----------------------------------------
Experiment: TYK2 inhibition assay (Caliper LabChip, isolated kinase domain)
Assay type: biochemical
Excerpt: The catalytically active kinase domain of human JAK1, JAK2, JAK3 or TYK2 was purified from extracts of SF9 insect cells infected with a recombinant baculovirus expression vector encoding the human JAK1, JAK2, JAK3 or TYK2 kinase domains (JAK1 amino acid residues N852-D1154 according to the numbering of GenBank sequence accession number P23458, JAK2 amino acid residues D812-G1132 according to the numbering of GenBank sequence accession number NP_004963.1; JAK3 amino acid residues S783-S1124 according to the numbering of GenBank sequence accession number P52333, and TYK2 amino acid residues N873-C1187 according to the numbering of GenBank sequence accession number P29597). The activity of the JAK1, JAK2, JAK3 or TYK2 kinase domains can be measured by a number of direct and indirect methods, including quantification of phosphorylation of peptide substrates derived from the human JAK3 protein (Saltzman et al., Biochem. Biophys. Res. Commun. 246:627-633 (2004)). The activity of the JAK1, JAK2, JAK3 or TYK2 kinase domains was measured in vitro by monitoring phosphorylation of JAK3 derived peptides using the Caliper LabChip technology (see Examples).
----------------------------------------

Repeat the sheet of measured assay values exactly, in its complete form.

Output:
Experiment: TYK2 inhibition assay (Caliper LabChip, isolated kinase domain)
Assay type: biochemical
Excerpt: The catalytically active kinase domain of human JAK1, JAK2, JAK3 or TYK2 was purified from extracts of SF9 insect cells infected with a recombinant baculovirus expression vector encoding the human JAK1, JAK2, JAK3 or TYK2 kinase domains (JAK1 amino acid residues N852-D1154 according to the numbering of GenBank sequence accession number P23458, JAK2 amino acid residues D812-G1132 according to the numbering of GenBank sequence accession number NP_004963.1; JAK3 amino acid residues S783-S1124 according to the numbering of GenBank sequence accession number P52333, and TYK2 amino acid residues N873-C1187 according to the numbering of GenBank sequence accession number P29597). The activity of the JAK1, JAK2, JAK3 or TYK2 kinase domains can be measured by a number of direct and indirect methods, including quantification of phosphorylation of peptide substrates derived from the human JAK3 protein (Saltzman et al., Biochem. Biophys. Res. Commun. 246:627-633 (2004)). The activity of the JAK1, JAK2, JAK3 or TYK2 kinase domains was measured in vitro by monitoring phosphorylation of JAK3 derived peptides using the Caliper LabChip technology (see Examples).